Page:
Among the issues to arise in the first week following the Jan. 3 closing of the sale of the Falls Church water system to Fairfax County were multiple expressions of concern by City residents that their fourth-quarter water bills had ballooned and that they were unable to get explanations because the City’s water utility phone line was closed.
The complaints of sudden increases in the water bills fell on deaf ears as the City’s phone line was closed, and people were told to call a Fairfax Water Authority number that only had a recording, they said.
However, Falls Church City Manager Wyatt Shields reported at Monday’s City Council meeting that despite some citizen reports on local websites, no significant anomalies in the water bills sent out in December has been found.
“Nothing has indicated any problem,” he said, adding that there has also not been an unusual volume of calls from citizens questioning their bills.
Still, he did announce that a phone line at City Hall dedicated to fielding questions about such matters has been opened up at (703) 248-5108.
With the completion of the sale of the F.C. water system to Fairfax County on Jan. 3, Shields said, the City’s office to handle customer queries was closed and customers urged to call the county. However, because of customer concerns in the transition it was decided to reopen a local phone line.
Shields also said a final bill from Falls Church based on meter readings as of Jan. 3 will be sent out later this month. He said that December bills were for three months that included September, a very dry month that resulted in unusually high levels of water use.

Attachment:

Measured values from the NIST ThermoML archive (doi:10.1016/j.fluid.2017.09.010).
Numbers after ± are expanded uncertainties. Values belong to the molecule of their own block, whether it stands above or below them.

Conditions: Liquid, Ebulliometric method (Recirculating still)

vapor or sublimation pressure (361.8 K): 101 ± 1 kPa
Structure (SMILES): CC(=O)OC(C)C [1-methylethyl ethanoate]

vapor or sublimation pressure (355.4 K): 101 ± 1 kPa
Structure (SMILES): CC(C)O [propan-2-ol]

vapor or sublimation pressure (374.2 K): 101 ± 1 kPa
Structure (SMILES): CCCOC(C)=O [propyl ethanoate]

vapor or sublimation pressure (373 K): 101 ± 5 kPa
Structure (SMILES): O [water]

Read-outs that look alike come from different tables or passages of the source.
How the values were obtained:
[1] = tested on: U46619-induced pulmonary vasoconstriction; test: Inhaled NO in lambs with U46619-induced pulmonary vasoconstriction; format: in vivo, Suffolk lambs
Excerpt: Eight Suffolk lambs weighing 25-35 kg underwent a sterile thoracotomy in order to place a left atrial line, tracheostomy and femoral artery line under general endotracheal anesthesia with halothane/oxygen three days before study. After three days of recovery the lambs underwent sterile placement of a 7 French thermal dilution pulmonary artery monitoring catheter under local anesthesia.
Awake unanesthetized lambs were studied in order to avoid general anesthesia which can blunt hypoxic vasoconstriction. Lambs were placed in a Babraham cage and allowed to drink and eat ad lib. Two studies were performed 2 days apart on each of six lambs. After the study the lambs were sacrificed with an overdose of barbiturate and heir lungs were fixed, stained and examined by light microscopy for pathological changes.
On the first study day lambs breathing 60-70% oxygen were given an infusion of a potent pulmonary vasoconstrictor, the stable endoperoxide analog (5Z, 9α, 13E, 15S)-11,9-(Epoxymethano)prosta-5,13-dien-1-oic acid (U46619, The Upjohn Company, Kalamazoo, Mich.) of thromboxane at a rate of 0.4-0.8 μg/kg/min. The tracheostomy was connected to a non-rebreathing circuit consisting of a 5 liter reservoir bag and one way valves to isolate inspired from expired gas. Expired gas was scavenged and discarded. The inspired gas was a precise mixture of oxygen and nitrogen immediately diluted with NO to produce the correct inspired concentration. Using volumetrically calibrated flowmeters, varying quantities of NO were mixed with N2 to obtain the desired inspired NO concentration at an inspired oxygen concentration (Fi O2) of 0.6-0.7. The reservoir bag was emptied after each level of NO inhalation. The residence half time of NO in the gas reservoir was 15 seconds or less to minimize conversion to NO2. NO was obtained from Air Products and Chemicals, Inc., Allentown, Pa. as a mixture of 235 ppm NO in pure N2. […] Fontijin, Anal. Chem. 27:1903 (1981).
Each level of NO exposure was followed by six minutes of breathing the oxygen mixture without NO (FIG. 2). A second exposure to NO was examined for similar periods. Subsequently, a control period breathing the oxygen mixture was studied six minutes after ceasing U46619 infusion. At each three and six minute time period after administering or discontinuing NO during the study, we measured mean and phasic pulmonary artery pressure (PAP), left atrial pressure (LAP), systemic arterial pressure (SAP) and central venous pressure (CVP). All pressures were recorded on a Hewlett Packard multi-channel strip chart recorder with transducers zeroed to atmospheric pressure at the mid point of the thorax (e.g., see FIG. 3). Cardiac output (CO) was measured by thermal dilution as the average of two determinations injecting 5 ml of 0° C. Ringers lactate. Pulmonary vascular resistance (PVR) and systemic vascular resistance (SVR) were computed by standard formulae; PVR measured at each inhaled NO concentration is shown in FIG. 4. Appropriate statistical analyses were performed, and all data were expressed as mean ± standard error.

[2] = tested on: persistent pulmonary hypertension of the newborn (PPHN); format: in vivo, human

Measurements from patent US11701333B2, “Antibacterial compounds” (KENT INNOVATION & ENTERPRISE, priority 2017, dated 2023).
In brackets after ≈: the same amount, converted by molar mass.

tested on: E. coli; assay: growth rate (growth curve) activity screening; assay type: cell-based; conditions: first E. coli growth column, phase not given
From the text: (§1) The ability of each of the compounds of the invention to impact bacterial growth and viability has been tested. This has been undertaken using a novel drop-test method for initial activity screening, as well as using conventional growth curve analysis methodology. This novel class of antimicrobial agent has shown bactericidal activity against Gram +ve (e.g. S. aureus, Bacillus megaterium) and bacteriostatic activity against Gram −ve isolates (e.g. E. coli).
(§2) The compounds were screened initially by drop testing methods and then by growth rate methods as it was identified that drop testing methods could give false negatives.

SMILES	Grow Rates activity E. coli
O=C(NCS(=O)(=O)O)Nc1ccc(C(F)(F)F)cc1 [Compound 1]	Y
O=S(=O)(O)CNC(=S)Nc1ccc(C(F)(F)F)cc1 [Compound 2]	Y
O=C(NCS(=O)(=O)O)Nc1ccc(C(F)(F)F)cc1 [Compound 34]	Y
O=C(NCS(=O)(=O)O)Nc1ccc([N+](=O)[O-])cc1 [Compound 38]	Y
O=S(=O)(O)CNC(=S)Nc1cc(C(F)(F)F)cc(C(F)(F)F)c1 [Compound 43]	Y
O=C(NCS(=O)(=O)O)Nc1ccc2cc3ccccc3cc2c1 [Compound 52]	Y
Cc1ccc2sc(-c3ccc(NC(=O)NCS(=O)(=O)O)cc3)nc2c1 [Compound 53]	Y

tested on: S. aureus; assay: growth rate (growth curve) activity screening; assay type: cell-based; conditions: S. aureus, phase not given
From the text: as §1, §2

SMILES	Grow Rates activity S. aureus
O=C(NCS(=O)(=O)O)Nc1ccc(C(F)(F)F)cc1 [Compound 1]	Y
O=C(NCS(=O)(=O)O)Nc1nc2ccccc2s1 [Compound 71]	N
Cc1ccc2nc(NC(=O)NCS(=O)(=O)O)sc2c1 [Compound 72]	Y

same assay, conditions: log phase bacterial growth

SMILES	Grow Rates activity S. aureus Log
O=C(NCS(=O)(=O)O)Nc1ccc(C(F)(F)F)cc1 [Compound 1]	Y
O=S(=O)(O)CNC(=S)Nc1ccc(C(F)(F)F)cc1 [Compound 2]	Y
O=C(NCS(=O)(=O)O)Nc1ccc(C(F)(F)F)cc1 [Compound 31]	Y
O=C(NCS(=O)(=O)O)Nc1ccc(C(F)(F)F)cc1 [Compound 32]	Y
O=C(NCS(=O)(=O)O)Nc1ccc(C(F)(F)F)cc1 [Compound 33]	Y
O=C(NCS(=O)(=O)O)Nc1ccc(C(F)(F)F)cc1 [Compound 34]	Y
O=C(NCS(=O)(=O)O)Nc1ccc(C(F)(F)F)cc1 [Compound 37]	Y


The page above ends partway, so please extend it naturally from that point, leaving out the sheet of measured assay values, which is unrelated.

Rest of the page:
Meanwhile, a statement issued by the F.C. City Manager’s office Monday confirmed that the matter had been researched. “The City has looked into the overall consumption to see if there is anything unusual (in the billing—ed.). Collectively, water consumption for the Sept.-Oct.-Nov. quarter was higher (+3.4 percent) relative to the same period in 2012; this is not surprising, as we had a drier-than-normal Aug. and Sept. 2013 and a wetter than normal Sept. 2012.”
The statement added that, “Customer service has walked a number of customers through their bill on the phone and the trend has been that either a) the consumption is normal, but their bill is larger than normal because they had a past due balance from a prior bill, b) they remember they actually did water the lawn quite a bit back in the early fall, or c) they find that they had a leaking toilet or faucet down in the basement of which they weren’t aware.”
Still, one citizen reported on the Our Common Place website that her bill had doubled in the fourth quarter, and when she inquired, the same was true for a number of her friends. Also, resident Al Eisele, in a letter to the editor to the News-Press, complained that his bill showed his water use had almost doubled in the fourth quarter from 8,000 gallons to 15,000.